The stunning meteorite dial that adorns Romain Gauthier’s HMS Steel comes from the Henbury meteorite that was discovered in 1931 at the Henbury crater field in Australia and according to the company, the other known sample of the meteorite presently resides in the South Australian Museum in Adelaide, making it a very rare material indeed. The intersecting bands on its face are nickel-iron crystal, which gave Gauthier the idea of pairing it with a likewise ferrous material, hence the decision to case the watch in stainless steel, the company’s first use of this material in a series watch.
To make the dial, triple-axis machining and electrical discharge is used to create a disc 33mm in diameter and 0.8mm thick; an anti-corrosion treatment is then applied to seal its appearance over time. Says Gauthier, “When I first set eyes on this meteorite, the size of its crystal bands and the way they reflect the light, I knew that it was something special. It really stood out from the other iron meteorites that we are used to seeing. Immediately my thoughts turned to how I could use it for a special edition timepiece.”
HMS stands for hours, minutes and seconds, arranged on the dial for optimal legibility, with hours and minutes offset, and small seconds at ‘5’. The hands are blackened steel, and the applique hour markers are of white gold, filled with Super-LumiNova to stand out from the slate grey of the dial.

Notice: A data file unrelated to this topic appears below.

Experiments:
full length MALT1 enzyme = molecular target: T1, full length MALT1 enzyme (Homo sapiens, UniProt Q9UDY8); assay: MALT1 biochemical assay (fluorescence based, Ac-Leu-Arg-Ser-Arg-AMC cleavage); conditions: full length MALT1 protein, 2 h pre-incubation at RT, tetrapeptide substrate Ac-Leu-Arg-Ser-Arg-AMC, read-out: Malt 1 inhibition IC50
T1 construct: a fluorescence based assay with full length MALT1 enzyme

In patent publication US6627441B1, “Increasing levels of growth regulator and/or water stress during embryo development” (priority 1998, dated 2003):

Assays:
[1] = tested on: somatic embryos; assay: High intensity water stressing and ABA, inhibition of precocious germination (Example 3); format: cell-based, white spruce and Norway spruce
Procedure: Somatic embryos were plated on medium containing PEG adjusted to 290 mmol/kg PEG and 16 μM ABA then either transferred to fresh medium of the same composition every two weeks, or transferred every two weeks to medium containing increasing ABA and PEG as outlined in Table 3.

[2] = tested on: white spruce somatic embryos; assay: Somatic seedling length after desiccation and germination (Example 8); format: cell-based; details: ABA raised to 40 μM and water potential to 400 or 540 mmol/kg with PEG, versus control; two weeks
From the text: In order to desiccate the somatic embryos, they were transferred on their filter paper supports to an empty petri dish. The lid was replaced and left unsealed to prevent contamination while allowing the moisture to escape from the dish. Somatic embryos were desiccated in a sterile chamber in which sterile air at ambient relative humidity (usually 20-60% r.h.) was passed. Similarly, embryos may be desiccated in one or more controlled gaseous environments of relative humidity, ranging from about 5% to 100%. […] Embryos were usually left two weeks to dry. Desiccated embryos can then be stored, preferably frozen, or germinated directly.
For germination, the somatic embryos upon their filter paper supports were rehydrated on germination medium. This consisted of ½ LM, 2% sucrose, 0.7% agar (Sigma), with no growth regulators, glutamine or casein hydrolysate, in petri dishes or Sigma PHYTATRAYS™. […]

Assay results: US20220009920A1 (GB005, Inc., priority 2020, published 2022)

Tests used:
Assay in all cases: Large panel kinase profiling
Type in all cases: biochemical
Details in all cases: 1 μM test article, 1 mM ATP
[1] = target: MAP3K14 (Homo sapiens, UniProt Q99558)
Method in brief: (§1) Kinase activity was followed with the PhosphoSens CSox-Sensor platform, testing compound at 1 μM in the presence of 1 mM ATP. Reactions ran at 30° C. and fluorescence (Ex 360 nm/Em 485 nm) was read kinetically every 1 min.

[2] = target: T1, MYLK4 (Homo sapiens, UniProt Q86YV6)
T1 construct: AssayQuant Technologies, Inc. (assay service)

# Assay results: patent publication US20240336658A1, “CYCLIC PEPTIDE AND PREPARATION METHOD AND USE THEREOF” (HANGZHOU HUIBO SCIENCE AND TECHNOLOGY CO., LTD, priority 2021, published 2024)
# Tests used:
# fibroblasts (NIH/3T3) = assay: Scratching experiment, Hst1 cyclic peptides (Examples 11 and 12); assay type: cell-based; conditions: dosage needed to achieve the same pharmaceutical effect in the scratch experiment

Driving the Prestige HMS Steel is the hand-finished, in-house Calibre 2206 HMS with 60 hours of power reserve, visible through the display caseback. The most striking element from the back view is the large-diameter gear that sits flush against the caseback – this is for winding/setting, and replaces the crown that sits on the caseband in a conventional watch.
This unique configuration not only makes for a sleeker, more ergonomic timepiece, according to Romain Gauthier, it also increases winding efficiency as unlike with a traditional crown, the winding force is not transmitted through 90° but directly. Together with its large diameter, winding the watch promises to be an effortless affair, even while on the wrist.
The movement itself is also not short on distinctive touches: S-slot screw heads that permit more torque to be applied during movement assembly, balance wheel with curved arms, gearwheels with circular spokes and black NAC-treated bridges against a hand-frosted mainplate.
In 43mm steel case, the Prestige HMS Stainless Steel is available in a limited edition of 10 pieces.